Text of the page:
NORTH LITTLE ROCK, Ark. – An unthinkable murder led Elaine Colclasure of North Little Rock to a life-long mission to help victims of violent crimes.
More than 30 years ago, her late husband Dick was murdered by two teens who dumped his body in the Arkansas River.
“I got a call from the detective who said he was shot six times, then on the news that night we heard that he had been run over with his car,” Elaine recalled of the day she got the dreadful details.
The criminals were arrested, tried, convicted and sent to prison, but justice didn’t come easy.
“At that point there were no victim’s rights,” Elaine explained. “There were none. We didn’t have impact statements. We didn’t have anything.”
Elaine was now widowed with three children, her youngest only 7. In an effort to help her mother-in-law deal with the loss, she took her to a new program at that time called Parents of Murdered Children.
While she originally hoped to console her mother-in-law, it was Elaine who found comfort there.
“I started doing volunteer work with them and found out that me helping other people made me feel better,” she said. “If you give something, you get something in return.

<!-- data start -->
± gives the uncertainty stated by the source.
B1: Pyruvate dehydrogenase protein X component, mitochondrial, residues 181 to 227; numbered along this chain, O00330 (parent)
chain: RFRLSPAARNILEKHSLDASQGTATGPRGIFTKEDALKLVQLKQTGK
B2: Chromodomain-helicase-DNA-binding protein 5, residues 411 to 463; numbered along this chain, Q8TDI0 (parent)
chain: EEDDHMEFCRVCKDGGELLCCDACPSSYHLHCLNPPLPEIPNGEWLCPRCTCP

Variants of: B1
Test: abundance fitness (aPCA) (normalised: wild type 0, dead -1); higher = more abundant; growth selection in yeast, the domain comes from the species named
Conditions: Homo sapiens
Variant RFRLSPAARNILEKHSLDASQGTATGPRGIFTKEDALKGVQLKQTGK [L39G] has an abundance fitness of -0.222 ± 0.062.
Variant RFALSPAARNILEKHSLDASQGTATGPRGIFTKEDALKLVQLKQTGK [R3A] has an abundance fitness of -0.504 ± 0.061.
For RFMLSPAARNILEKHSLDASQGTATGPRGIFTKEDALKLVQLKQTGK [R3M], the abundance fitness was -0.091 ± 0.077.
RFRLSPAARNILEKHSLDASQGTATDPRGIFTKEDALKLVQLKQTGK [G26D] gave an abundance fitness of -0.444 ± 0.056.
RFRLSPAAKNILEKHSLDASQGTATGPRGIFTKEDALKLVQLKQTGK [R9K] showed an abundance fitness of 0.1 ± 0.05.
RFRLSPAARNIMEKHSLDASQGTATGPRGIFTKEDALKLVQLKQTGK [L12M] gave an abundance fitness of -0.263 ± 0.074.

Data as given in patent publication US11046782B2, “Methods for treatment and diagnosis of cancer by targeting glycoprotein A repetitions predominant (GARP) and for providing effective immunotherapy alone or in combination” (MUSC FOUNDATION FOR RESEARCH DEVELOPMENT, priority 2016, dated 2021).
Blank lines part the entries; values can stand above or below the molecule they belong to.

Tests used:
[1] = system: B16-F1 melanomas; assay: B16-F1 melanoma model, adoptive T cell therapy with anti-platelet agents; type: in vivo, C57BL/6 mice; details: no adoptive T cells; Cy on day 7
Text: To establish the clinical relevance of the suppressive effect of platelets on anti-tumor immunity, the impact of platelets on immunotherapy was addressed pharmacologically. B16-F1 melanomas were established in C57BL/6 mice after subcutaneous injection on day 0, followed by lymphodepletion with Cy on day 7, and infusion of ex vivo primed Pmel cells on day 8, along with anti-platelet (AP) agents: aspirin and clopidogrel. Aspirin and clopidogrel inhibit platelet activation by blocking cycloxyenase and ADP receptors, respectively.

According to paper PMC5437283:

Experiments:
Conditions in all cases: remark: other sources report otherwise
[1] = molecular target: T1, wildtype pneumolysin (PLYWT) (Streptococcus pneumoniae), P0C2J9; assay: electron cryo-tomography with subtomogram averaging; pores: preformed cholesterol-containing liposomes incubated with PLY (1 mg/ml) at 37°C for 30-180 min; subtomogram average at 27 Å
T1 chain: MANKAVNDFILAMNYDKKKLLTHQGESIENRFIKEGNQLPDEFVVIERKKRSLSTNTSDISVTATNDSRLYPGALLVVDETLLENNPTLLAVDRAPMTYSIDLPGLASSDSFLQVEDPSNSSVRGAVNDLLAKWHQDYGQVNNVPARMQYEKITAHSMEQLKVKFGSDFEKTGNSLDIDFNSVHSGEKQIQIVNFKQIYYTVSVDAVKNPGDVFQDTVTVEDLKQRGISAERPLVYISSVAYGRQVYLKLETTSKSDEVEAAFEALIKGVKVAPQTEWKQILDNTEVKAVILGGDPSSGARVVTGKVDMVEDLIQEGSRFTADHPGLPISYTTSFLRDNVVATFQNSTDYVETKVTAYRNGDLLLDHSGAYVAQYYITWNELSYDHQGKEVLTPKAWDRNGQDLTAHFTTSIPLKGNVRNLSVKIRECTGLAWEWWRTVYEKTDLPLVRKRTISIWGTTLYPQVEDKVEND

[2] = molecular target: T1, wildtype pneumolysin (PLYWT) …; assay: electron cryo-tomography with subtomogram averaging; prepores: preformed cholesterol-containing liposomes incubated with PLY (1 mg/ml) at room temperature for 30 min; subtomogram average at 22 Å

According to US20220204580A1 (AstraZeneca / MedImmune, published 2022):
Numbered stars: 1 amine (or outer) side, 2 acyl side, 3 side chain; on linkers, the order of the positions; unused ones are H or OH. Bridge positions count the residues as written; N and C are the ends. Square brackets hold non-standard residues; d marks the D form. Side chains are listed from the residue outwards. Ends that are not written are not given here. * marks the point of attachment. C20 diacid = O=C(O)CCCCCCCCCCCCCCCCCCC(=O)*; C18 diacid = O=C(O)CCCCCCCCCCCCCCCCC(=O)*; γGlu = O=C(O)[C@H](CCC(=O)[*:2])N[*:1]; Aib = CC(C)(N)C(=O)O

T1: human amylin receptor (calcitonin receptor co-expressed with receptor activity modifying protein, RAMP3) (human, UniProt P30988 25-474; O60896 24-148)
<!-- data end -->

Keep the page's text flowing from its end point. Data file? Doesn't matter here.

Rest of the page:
For decades now, Elaine has been giving her heart and soul to Parents of Murdered Children. She helps victims in many ways including changing Arkansas legislation. She influenced the creation of the Crime Victim’s Assistance Association of Arkansas and the Arkansas Victims’ Academy because she discovered not all victims are treated well.
“I found out really quick that’s not how it works,” Elain said of the system’s treatment of some victims.
Many agree, though, that the system works better than it did three decades ago when Dick was murdered, thanks in part to the remarkable work of this remarkable woman.
Elaine, who this month turns 80, said she intends to continue volunteering with parents of murder children, saying there’s still more to be done.